Substrates

Today there is a big variety of cookware on the market. The broad range of products varies from different substrates with uncoated surfaces through nicely decorated finishes to high-performance Non Stick coatings. This brief introduction is aimed at giving you some orientation in this complex market.

Material thickness, heat capacity, type of material, conductivity, process ability, surface pre-treatment and last but not least pricing has led to a broad range of very different products.

Furthermore, the type of heating source can play an important role as well. Whether it’s a gas flame, a hot plate, a microwave oven, convection heating, induction heating or a glass ceramic stove top panel, they can all influence the cookware or bakeware design.

Cookware can be manufactured from:


Aluminium
The most commonly used material for cookware today is Non Stick coated aluminium in various forms and thicknesses. Aluminium offers many advantages. It absorbs heat very fast, is easy to handle because of its light weight and can be shaped to various forms. But for daily use, this metal has to be protected by a coating. In principle the following aluminium substrates are used:

Rolled Aluminium
Blanks are cut from coils. Depending on aluminium alloy, thickness of substrate, the panels are pressed to the final shape and coated afterwards, or the discs are pre-coated and then post-formed. Conclusion: nearly all quality levels of cookware can be
produced from rolled aluminium

Cast Aluminium
Aluminium is melted and cast into a mould in which it is allowed to cool down. After surface treatment, it is finished with a multilayer spray coat. Conclusion: ideal for robust premium cookware

Special processes for surface treatment:

Hard Anodized Aluminium
A special process of surface treatment is the chemical conversion of the aluminium by electrolytic oxidation. This leads to a harder and more scratch resistant surface. A further improvement is achieved by using a Non Stick or dishwasher safe exterior coating.

Aluminium with a Plasma Hard Coat
A ceramic plasma is sprayed onto the aluminium surface at a temperature of 30.000 °C. This inorganic primer layer is sealed with a PTFE multilayer coating. The result is an extremely hard and scratch resistant cookware.

Steel
Mankind has known steel, consisting mainly of iron and small amounts of carbon, for more than 3.000 years. But carbon steel plays only a minor role in the cookware business. Stainless steel, on the other hand, is, along with aluminium, one of the most favoured materials in the modern kitchen.

Stainless Steel (SS)
Stainless steel is a high-alloy steel that contains nickel and chrome in addition to iron. Though stainless steel is a quality connotation, the possibility of corrosion cannot be fully excluded. Therefore, the best choice is an abrasion-resistant, multilayer, Non Stick coating with an uncoated exterior surface so as to maintain the attractive appearance of this material. Conclusion: ideal for durable premium cookware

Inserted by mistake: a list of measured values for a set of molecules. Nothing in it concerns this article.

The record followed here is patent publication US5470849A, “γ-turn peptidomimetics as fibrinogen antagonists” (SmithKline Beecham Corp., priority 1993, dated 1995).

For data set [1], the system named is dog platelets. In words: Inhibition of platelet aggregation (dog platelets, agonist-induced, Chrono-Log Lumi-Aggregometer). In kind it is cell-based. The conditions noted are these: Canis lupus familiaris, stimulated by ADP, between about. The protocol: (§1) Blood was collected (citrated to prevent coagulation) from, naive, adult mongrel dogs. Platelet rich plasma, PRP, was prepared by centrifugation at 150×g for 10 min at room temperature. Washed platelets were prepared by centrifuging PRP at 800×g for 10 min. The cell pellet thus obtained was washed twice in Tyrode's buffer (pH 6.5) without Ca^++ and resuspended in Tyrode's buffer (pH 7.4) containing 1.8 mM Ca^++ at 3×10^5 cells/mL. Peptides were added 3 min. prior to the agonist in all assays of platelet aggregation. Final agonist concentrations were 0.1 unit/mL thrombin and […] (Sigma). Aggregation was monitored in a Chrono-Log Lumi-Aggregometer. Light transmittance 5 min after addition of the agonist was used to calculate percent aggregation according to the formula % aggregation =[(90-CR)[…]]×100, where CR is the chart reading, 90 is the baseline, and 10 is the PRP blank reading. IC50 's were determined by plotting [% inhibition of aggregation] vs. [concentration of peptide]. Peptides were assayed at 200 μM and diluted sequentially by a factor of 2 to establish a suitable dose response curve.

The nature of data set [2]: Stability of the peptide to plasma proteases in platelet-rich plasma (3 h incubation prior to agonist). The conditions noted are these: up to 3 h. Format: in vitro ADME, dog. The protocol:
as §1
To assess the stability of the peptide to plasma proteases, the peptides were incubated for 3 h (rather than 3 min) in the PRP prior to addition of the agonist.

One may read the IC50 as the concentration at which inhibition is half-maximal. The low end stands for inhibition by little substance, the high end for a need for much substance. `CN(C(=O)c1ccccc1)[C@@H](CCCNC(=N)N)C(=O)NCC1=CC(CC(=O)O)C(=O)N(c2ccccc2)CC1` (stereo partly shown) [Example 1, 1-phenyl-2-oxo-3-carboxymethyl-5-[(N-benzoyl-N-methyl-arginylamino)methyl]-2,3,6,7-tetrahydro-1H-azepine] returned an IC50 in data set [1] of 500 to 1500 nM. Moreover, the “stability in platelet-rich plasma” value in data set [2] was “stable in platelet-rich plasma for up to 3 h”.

Electrolytic chromium coated steel (ECCS or Tin free Steel TFS)
Used mainly for producing bakeware by the coil coating process. Conclusion: ideal substrate for baking tins and trays

Porcelain on Steel
Porcelain enamel on steel or cast iron has been used in the kitchen for a long time to protect from corrosion. The interior of cookware can be converted into a modern surface by applying a vitreous enamel frit and a non stick coating. Conclusion: suitable for robust, long-lasting cookware

Cast Iron
Fry pans, casseroles and woks made from cast iron are characterized by durability and high heat retention. However the ease of corrosion needs special provisions. In the classical cuisine this problem is met by applying fat or oil on the surface. But this obviously is a disadvantage for the tableware hygiene. By using a ceramic coating the practical value of such robust cookware can even be increased. Conclusion: suitable for heavy durable tableware

Mild Steel (QS)
One of the drawbacks of carbon steel is its tendency to corrode and to oxidise at higher temperatures. Therefore, mild steel is mainly used for woks, pans or coated baking tins. Conclusion: suitable for low-cost bakeware and some special cooking items

Ceramic and Glass
Ceramic and fireproof glass is commonly used in the kitchen. With a multilayer Non Stick coating and a colourful decoration, the attractiveness of such cookware can even be enhanced.

Copper
Copper or tin-plated copper is appreciated in the area of professional cooking by many chefs because of the excellent heat conductivity. The low stability of this thin-walled material, poor abrasion resistance and the lack of any Non Stick properties as well as the cost limit the use of this metal.

Background

See how easily GREBLON® coatings blend into a logical framework.

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